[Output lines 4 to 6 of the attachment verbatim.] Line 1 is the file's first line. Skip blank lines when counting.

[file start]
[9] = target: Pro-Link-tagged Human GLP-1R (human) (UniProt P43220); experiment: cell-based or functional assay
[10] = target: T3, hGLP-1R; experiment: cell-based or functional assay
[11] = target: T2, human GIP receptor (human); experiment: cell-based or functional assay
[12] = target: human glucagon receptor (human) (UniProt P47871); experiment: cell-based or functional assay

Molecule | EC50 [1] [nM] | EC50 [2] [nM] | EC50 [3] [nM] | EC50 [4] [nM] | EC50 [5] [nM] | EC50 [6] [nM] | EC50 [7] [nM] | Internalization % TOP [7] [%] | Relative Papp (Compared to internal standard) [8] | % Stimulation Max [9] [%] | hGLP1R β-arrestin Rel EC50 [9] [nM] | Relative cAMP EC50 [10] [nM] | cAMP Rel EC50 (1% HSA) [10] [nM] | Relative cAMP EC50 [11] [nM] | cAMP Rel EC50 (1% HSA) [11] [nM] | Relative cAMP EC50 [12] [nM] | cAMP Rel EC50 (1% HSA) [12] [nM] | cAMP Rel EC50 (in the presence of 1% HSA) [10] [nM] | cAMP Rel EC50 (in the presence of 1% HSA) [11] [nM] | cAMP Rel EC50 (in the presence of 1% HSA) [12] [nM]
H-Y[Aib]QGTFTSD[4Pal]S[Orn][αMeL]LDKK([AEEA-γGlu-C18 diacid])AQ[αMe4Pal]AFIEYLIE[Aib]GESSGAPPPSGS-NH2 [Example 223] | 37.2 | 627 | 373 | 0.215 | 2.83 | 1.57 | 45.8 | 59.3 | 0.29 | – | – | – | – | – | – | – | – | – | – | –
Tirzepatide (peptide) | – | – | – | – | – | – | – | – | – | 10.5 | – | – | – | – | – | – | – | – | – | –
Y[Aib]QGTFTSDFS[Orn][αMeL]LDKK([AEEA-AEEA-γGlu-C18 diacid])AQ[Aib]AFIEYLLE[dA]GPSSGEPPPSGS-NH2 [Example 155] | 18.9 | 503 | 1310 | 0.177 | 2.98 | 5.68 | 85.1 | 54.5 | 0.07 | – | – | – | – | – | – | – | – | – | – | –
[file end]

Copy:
[12] = target: human glucagon receptor (human) (UniProt P47871); experiment: cell-based or functional assay

Molecule | EC50 [1] [nM] | EC50 [2] [nM] | EC50 [3] [nM] | EC50 [4] [nM] | EC50 [5] [nM] | EC50 [6] [nM] | EC50 [7] [nM] | Internalization % TOP [7] [%] | Relative Papp (Compared to internal standard) [8] | % Stimulation Max [9] [%] | hGLP1R β-arrestin Rel EC50 [9] [nM] | Relative cAMP EC50 [10] [nM] | cAMP Rel EC50 (1% HSA) [10] [nM] | Relative cAMP EC50 [11] [nM] | cAMP Rel EC50 (1% HSA) [11] [nM] | Relative cAMP EC50 [12] [nM] | cAMP Rel EC50 (1% HSA) [12] [nM] | cAMP Rel EC50 (in the presence of 1% HSA) [10] [nM] | cAMP Rel EC50 (in the presence of 1% HSA) [11] [nM] | cAMP Rel EC50 (in the presence of 1% HSA) [12] [nM]
H-Y[Aib]QGTFTSD[4Pal]S[Orn][αMeL]LDKK([AEEA-γGlu-C18 diacid])AQ[αMe4Pal]AFIEYLIE[Aib]GESSGAPPPSGS-NH2 [Example 223] | 37.2 | 627 | 373 | 0.215 | 2.83 | 1.57 | 45.8 | 59.3 | 0.29 | – | – | – | – | – | – | – | – | – | – | –